Living a Dream
We are always living a dream. We cannot experience anything without thinking it first. Whatever thoughts we bring to mind create our experience, which lasts only as long as they are brought to mind. Our thoughts are uniquely our own; no two thinkers arrive at precisely the same thoughts, although many people can share a predilection for certain kinds of thoughts. So each life, truly, is a particular dream, experienced as it unfolds through each person’s thinking.
One of the first statements I saw from Sydney Banks is: “Life is a divine dream, suspended between time, space and matter.” I was fascinated by it, though I could not work out what it must mean at the time. It hung there in my imagination for a few years, equally puzzling to me each time I revisited it. Then I heard Syd speaking once about a conversation he had had with a scientist, in which Syd tried to point out that the constructs of time, space and matter are ideas we’ve made up to be able to talk about our universe. But the only truth is formless energy. Peering through the thicket of already formed thoughts at formless energy is a pointless exercise. We are bound to be caught in the tangle of our thoughts, not seeing beyond them, if we try to work through them to clear a gateway to infinity.
That gave me the courage to ask Syd a question: “How can I understand that life is a divine dream, suspended between time, space and matter, if I cannot think about it?” At the time I asked that question, the only book Syd had published was Second Chance, in which there is considerable conversation about SEEING (as opposed to seeing) and KNOWING (as opposed to knowing). The wise character in that book describes SEEING in these two passages, for example (although I highly recommend reading the entire book):
“Remember, I told you …. that there are more realities than meet the eye. This SEEING must come from an experience of SEEING another reality.” (p. 16)
“‘SEEING’ is what evolves man’s mind to a higher level of consciousness. It is this evolvement that enables him to psychologically understand himself and the world around him.” (p.26)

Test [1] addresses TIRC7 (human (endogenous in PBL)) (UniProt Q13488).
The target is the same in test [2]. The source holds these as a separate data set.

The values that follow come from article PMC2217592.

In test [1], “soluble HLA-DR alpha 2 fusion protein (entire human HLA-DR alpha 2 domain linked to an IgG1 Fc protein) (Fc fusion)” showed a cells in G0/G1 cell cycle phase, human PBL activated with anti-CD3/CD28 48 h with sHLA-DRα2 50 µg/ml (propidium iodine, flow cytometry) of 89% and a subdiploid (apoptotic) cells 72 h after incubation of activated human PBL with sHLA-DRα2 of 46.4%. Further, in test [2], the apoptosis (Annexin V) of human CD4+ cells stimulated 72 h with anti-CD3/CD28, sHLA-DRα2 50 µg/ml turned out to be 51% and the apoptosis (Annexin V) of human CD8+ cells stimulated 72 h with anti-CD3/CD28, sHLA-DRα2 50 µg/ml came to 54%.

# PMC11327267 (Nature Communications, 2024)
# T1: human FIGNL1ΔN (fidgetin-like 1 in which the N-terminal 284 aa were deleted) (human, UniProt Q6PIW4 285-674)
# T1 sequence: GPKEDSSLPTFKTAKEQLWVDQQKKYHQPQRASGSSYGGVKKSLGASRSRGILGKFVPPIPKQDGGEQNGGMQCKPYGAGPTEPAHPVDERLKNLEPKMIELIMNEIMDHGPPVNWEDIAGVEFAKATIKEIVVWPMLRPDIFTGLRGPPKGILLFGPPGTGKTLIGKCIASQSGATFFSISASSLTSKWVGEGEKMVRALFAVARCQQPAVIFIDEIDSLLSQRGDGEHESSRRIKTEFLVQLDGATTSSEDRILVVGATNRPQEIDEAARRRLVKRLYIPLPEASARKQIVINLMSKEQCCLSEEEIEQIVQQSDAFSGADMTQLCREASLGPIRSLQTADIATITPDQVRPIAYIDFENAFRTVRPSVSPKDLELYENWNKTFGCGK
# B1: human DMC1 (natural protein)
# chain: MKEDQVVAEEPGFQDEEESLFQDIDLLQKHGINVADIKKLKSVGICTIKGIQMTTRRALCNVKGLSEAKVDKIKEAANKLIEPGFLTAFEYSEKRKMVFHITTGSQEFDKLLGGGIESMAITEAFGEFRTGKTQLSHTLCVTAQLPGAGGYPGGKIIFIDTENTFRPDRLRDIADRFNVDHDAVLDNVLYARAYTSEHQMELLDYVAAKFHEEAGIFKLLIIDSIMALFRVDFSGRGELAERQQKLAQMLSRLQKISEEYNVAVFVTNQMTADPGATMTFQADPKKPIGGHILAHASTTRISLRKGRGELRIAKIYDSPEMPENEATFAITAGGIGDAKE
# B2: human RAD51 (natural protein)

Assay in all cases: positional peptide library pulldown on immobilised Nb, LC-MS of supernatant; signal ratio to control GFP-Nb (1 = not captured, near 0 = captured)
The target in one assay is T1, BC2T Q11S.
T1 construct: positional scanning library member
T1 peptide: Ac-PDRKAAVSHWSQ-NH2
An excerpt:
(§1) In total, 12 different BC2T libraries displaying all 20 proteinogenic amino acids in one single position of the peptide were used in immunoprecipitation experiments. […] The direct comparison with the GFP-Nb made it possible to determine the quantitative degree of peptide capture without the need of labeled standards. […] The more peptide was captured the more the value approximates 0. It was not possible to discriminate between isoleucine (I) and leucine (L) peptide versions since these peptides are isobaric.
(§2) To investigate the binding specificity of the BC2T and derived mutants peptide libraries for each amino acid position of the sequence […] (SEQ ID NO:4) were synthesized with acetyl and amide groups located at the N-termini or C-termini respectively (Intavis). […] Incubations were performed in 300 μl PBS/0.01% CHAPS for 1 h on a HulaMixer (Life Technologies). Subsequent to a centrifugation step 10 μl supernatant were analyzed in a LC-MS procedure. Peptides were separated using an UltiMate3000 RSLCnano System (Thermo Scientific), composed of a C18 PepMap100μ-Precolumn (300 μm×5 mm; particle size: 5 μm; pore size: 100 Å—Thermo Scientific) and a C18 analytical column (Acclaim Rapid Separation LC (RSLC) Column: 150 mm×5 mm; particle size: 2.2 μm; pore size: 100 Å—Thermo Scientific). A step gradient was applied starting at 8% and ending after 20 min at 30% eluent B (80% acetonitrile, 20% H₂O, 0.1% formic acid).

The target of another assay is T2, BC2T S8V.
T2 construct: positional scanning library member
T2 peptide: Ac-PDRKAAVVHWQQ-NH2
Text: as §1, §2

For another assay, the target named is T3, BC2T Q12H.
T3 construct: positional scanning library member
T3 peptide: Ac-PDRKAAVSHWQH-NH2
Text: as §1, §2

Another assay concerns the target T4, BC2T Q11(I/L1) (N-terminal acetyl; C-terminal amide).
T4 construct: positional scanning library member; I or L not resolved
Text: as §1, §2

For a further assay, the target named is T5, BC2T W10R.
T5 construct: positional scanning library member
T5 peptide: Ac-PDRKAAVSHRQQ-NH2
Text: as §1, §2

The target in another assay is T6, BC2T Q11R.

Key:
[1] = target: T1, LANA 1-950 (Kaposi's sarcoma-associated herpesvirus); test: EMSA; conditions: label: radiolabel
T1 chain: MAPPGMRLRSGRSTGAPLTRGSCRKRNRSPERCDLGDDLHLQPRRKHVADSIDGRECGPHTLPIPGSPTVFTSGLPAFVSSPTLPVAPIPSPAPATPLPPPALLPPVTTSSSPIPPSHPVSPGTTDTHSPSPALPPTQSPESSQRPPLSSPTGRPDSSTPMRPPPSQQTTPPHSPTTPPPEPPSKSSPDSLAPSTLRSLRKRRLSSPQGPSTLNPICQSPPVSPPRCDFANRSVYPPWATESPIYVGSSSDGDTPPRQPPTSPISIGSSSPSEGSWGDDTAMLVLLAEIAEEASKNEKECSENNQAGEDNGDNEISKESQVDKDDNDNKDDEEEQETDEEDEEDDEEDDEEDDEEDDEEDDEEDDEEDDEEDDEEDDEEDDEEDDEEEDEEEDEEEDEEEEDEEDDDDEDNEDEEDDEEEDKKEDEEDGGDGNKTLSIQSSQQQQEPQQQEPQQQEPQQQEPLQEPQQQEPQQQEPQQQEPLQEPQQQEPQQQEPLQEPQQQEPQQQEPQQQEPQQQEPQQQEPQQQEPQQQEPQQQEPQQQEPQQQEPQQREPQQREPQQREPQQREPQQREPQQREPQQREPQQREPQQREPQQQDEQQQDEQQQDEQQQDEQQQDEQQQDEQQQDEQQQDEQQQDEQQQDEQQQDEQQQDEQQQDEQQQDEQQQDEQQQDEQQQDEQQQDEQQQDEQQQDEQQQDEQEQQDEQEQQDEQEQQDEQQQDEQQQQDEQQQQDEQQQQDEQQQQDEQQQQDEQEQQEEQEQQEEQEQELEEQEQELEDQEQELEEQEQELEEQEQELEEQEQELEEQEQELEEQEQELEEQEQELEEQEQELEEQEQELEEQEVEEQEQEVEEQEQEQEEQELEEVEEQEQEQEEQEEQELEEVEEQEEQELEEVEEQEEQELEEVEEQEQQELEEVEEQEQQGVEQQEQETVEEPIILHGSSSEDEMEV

Syd did not answer my question directly, but instead asked me what I thought about Second Chance. I told him I was confused by it and did not know what it all meant. “Good,” he said, “it’s good to be able to admit you don’t know. That’s the opportunity for knowing. From a state of not knowing you are likely to SEE something new.”
So I remained baffled, but I dropped the whole idea of figuring it out. I found that acknowledging not knowing and being at peace with it had really quieted my mind down. Needing to know the answers all the time (a habit developed in elementary school where there was a high premium on being the first with your hand up) had been revving up my thinking a lot more than I had realized. From a quieter state of mind, I was able to glimpse that “SEEING” is spiritual and “seeing” is temporal: that is, SEEING is an experience beyond cognitive limits. SEEING is fluttering briefly into the emptiness before thought where you KNOW the power of thoughts forming, your own power to form thought, as a spiritual gift before form. I realized that I had previously memorized, pondered about, and repeated the definitions of the Principles as they were always described, thus innocently focusing on the formed word to understand them, rather than awakening to the formless, the true Principles, the spiritual energy of all life in creation, before the words. I had been reading the notes, but missing the music.
That was one of the most exciting insights of my life, and it was a point of transformation. Oh, like all of us, I still talked about the logic of the Principles and described the inside-out outcomes of the ways we create and hold our thinking, but I knew that was all an interpretation of the point, not the point. Not the point. The point is beyond words, in Universal energy we all share and through which we become our formed selves. Seeing the pure energy at the source, though, we have certainty that anything we see or know now could change, simply with the formation of new thought. Access to that reality is through stillness, through quietude, not thinking harder.
Although we can talk about Thought and thoughts, we are pointing to the feeling of the power that frees us from any one thought to release the potential of infinite new thoughts. It doesn’t really matter what anyone thinks, how long they think it, or what they make of it, if they KNOW the Principles. That power is realized and experienced, not taught or learned. For me, in the instant I caught a glimpse of that, I SAW and KNEW the absolute absurdity of taking any thought seriously. No matter what. It’s no more possible to hang onto really beautiful thoughts than to drive away really ugly thoughts. They all pass naturally as the flow of formless energy continues to power us through life. We have to re-think them to “keep” them. When we SEE that for ourselves, we cannot possibly harm ourselves with our own thinking, any thinking. Because we KNOW we are living a dream brought to us by our unique imagination and the creative power of life. We know the dream is fleeting, evanescent, just images we create, passing across the screen of our minds, signifying nothing but the beautiful power to keep creating them.
For me, the depth of gratitude I feel for Sydney Banks for so simply expressing the possibility that any one of us, all of us, can SEE this for ourselves, is immeasurable.